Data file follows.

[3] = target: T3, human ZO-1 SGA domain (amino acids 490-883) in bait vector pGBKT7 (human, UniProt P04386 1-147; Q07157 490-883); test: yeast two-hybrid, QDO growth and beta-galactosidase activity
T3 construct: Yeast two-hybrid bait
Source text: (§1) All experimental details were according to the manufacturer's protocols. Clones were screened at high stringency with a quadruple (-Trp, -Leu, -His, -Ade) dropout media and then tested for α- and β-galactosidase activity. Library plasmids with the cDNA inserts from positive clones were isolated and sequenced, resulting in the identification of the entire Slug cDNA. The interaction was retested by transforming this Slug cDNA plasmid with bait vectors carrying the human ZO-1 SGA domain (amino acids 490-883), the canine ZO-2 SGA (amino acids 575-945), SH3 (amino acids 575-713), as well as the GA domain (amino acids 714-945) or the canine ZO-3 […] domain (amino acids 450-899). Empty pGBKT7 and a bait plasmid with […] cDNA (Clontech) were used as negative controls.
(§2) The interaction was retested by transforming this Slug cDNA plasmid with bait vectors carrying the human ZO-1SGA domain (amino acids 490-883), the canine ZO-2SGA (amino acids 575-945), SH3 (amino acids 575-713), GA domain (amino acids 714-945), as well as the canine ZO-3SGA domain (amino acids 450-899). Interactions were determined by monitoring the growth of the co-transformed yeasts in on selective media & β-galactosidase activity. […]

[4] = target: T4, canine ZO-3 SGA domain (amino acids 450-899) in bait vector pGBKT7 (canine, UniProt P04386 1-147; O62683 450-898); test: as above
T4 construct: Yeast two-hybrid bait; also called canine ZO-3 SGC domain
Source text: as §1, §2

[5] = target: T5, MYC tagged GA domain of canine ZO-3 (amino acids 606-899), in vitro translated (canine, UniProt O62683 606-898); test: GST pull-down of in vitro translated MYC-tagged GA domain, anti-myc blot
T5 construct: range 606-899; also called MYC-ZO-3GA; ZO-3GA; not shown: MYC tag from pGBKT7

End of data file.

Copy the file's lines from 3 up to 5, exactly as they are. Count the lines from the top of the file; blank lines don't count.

Source text: (§1) All experimental details were according to the manufacturer's protocols. Clones were screened at high stringency with a quadruple (-Trp, -Leu, -His, -Ade) dropout media and then tested for α- and β-galactosidase activity. Library plasmids with the cDNA inserts from positive clones were isolated and sequenced, resulting in the identification of the entire Slug cDNA. The interaction was retested by transforming this Slug cDNA plasmid with bait vectors carrying the human ZO-1 SGA domain (amino acids 490-883), the canine ZO-2 SGA (amino acids 575-945), SH3 (amino acids 575-713), as well as the GA domain (amino acids 714-945) or the canine ZO-3 […] domain (amino acids 450-899). Empty pGBKT7 and a bait plasmid with […] cDNA (Clontech) were used as negative controls.
(§2) The interaction was retested by transforming this Slug cDNA plasmid with bait vectors carrying the human ZO-1SGA domain (amino acids 490-883), the canine ZO-2SGA (amino acids 575-945), SH3 (amino acids 575-713), GA domain (amino acids 714-945), as well as the canine ZO-3SGA domain (amino acids 450-899). Interactions were determined by monitoring the growth of the co-transformed yeasts in on selective media & β-galactosidase activity. […]

[4] = target: T4, canine ZO-3 SGA domain (amino acids 450-899) in bait vector pGBKT7 (canine, UniProt P04386 1-147; O62683 450-898); test: as above